Social Justice

People were sacked and imprisoned for being gay in the armed forces. Now they are fighting for justice

LGBT+ veterans affected by the ban on homosexuality in the armed forces share their harrowing stories with The Big Issue. The government's set to receive recommendations from an independent review into the ban next week - but can compensation ever be enough after all the hurt it caused?

gay ban military

Craig Jones as a young man in the navy. He is now the executive chair of Fighting with Pride, which is campaigning for justice for LGBT+ veterans

Patrick Lyster-Todd hid his fear when Dennis, his first love, was dying of Aids. He made the painful decision to sacrifice his career as a high-ranking officer in the Royal Navy to look after Dennis in his final days. But no one knew he was gay. No one knew he was so afraid.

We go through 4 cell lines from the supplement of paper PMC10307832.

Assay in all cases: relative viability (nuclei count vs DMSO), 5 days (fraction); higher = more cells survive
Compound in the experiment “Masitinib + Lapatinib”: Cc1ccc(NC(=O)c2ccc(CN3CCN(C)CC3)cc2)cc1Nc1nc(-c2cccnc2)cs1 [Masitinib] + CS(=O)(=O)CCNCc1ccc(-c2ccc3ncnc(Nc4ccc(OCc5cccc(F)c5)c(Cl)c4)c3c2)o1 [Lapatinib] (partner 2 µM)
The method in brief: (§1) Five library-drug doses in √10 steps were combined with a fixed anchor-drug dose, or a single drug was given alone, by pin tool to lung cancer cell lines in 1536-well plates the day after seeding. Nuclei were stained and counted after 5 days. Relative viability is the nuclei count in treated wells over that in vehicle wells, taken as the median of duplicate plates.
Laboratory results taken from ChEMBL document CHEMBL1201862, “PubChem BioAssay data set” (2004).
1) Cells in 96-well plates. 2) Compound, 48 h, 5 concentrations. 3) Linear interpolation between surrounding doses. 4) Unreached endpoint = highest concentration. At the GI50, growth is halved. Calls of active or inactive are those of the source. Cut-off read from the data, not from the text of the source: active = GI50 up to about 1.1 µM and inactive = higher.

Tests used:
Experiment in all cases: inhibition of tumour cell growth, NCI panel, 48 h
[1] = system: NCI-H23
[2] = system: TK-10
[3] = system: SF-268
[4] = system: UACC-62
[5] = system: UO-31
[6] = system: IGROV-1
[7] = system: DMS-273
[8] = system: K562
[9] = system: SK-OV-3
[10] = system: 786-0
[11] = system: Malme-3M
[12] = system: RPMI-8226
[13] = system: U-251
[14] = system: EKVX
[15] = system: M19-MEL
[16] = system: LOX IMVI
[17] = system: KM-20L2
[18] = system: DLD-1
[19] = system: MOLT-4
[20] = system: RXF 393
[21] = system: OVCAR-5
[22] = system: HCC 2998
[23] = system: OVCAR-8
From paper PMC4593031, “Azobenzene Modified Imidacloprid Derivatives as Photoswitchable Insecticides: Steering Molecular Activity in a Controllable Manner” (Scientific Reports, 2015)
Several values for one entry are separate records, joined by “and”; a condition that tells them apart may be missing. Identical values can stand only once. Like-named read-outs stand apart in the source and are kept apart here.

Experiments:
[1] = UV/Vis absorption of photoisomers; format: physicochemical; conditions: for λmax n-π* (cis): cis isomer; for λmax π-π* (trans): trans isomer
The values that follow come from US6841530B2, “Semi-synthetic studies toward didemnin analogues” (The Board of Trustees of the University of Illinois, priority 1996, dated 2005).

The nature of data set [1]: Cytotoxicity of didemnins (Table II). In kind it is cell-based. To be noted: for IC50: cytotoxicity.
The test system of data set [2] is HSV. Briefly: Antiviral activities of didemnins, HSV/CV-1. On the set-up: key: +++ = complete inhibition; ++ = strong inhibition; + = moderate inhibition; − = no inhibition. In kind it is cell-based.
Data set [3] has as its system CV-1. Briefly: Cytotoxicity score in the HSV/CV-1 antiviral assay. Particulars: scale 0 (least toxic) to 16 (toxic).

There was a ban on homosexuality in the armed forces, so Lyster-Todd kept his relationship hidden. It was a year’s notice before he could leave the navy. Dennis died two days before his last day. No one knew.

Lyster-Todd faced homelessness and attempted to take his own life in the years that followed. Everything that mattered was gone. Three decades on, the 68-year-old is happily married and the ban has long been lifted, but scars remain for him and thousands of LGBT+ veterans.

Patrick Lyster-Todd as a sub-lieutenant in 1976. Image: Supplied.

An independent review into the lives of those who served between 1967 and 2000 has been carried out, and the government is set to receive its recommendations on 8 June. It will likely mean compensation and an official apology. But it will never bring back those who lost their lives, homes and final precious days with loved ones.